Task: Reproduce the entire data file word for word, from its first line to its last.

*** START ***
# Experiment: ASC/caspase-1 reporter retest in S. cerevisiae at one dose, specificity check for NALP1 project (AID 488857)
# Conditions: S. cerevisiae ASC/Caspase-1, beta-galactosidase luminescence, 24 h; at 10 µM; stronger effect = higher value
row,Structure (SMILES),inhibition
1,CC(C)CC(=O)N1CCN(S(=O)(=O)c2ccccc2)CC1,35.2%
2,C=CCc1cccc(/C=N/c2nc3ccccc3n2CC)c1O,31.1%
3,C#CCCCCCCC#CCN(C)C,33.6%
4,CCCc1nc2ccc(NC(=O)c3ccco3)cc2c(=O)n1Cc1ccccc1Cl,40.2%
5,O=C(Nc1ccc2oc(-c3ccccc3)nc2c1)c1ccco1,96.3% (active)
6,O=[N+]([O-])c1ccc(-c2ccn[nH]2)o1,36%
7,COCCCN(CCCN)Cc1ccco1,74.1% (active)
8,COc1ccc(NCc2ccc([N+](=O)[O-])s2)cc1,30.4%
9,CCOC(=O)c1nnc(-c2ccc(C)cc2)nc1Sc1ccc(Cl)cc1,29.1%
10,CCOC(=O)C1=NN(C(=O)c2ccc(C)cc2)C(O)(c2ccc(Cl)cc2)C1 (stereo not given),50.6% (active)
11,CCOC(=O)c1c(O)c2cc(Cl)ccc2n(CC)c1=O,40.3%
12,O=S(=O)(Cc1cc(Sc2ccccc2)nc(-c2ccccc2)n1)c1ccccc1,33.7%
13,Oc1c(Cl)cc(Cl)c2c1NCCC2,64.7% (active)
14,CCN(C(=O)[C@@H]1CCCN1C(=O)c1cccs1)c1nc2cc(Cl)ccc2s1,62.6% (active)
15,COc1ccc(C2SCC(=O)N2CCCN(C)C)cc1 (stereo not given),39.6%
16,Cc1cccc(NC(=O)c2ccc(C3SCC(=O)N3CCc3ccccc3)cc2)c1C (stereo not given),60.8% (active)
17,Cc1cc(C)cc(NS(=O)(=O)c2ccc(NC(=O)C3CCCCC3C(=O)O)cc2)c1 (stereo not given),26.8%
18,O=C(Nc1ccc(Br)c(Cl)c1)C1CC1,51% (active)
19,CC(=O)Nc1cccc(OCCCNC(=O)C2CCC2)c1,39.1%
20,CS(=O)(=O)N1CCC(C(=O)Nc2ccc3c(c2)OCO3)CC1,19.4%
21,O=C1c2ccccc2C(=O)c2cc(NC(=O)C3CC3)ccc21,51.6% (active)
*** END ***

# Experiment: ASC/caspase-1 reporter retest in S. cerevisiae at one dose, specificity check for NALP1 project (AID 488857)
# Conditions: S. cerevisiae ASC/Caspase-1, beta-galactosidase luminescence, 24 h; at 10 µM; stronger effect = higher value
row,Structure (SMILES),inhibition
1,CC(C)CC(=O)N1CCN(S(=O)(=O)c2ccccc2)CC1,35.2%
2,C=CCc1cccc(/C=N/c2nc3ccccc3n2CC)c1O,31.1%
3,C#CCCCCCCC#CCN(C)C,33.6%
4,CCCc1nc2ccc(NC(=O)c3ccco3)cc2c(=O)n1Cc1ccccc1Cl,40.2%
5,O=C(Nc1ccc2oc(-c3ccccc3)nc2c1)c1ccco1,96.3% (active)
6,O=[N+]([O-])c1ccc(-c2ccn[nH]2)o1,36%
7,COCCCN(CCCN)Cc1ccco1,74.1% (active)
8,COc1ccc(NCc2ccc([N+](=O)[O-])s2)cc1,30.4%
9,CCOC(=O)c1nnc(-c2ccc(C)cc2)nc1Sc1ccc(Cl)cc1,29.1%
10,CCOC(=O)C1=NN(C(=O)c2ccc(C)cc2)C(O)(c2ccc(Cl)cc2)C1 (stereo not given),50.6% (active)
11,CCOC(=O)c1c(O)c2cc(Cl)ccc2n(CC)c1=O,40.3%
12,O=S(=O)(Cc1cc(Sc2ccccc2)nc(-c2ccccc2)n1)c1ccccc1,33.7%
13,Oc1c(Cl)cc(Cl)c2c1NCCC2,64.7% (active)
14,CCN(C(=O)[C@@H]1CCCN1C(=O)c1cccs1)c1nc2cc(Cl)ccc2s1,62.6% (active)
15,COc1ccc(C2SCC(=O)N2CCCN(C)C)cc1 (stereo not given),39.6%
16,Cc1cccc(NC(=O)c2ccc(C3SCC(=O)N3CCc3ccccc3)cc2)c1C (stereo not given),60.8% (active)
17,Cc1cc(C)cc(NS(=O)(=O)c2ccc(NC(=O)C3CCCCC3C(=O)O)cc2)c1 (stereo not given),26.8%
18,O=C(Nc1ccc(Br)c(Cl)c1)C1CC1,51% (active)
19,CC(=O)Nc1cccc(OCCCNC(=O)C2CCC2)c1,39.1%
20,CS(=O)(=O)N1CCC(C(=O)Nc2ccc3c(c2)OCO3)CC1,19.4%
21,O=C1c2ccccc2C(=O)c2cc(NC(=O)C3CC3)ccc21,51.6% (active)